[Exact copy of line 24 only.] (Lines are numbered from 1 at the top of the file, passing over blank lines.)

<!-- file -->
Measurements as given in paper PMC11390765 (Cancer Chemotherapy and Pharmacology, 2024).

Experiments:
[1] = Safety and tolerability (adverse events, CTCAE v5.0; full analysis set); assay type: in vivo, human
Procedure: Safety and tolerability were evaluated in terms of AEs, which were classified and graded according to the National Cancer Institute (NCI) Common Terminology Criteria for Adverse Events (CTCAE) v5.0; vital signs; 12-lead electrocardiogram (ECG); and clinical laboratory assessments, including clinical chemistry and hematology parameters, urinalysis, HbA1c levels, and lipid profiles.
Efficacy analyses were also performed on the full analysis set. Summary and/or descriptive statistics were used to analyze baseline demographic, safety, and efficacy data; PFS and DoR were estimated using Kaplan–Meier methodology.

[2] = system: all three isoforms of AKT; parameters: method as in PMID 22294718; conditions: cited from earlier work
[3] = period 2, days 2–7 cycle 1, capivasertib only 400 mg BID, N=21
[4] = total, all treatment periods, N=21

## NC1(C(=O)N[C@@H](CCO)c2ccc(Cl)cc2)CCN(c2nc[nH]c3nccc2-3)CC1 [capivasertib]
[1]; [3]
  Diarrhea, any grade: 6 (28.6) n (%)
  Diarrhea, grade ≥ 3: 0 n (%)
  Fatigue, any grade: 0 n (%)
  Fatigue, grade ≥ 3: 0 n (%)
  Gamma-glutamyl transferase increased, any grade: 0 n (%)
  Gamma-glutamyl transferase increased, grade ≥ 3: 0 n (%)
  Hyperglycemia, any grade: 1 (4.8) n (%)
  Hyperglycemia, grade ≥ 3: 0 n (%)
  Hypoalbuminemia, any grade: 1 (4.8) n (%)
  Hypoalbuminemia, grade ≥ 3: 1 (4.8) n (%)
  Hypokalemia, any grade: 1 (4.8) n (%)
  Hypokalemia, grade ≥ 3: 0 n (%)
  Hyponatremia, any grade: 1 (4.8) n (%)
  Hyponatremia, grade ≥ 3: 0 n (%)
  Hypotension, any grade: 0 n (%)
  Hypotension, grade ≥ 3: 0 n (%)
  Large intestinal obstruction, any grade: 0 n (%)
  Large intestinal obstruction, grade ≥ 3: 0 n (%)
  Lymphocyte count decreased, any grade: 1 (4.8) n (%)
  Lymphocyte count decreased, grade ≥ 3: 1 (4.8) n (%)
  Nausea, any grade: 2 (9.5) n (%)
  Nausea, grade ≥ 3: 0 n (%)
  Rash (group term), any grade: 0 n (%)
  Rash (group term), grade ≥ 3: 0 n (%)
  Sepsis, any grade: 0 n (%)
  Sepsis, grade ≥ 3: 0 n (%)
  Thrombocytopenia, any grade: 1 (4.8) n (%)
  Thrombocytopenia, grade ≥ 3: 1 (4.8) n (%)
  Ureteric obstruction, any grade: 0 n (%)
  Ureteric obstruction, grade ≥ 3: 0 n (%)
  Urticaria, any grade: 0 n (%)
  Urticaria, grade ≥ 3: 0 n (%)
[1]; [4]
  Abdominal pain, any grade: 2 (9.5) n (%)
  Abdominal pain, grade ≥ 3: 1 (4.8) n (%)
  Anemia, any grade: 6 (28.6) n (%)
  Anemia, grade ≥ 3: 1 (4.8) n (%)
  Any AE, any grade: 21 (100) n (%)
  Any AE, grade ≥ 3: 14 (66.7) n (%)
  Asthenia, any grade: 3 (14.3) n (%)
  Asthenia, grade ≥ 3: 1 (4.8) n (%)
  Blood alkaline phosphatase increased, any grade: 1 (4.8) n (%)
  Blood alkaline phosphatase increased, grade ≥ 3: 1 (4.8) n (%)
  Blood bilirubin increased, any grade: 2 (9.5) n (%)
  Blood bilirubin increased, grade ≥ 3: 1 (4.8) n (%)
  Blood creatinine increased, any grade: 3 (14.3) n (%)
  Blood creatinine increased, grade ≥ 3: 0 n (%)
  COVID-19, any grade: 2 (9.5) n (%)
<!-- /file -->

  Hyponatremia, grade ≥ 3: 0 n (%)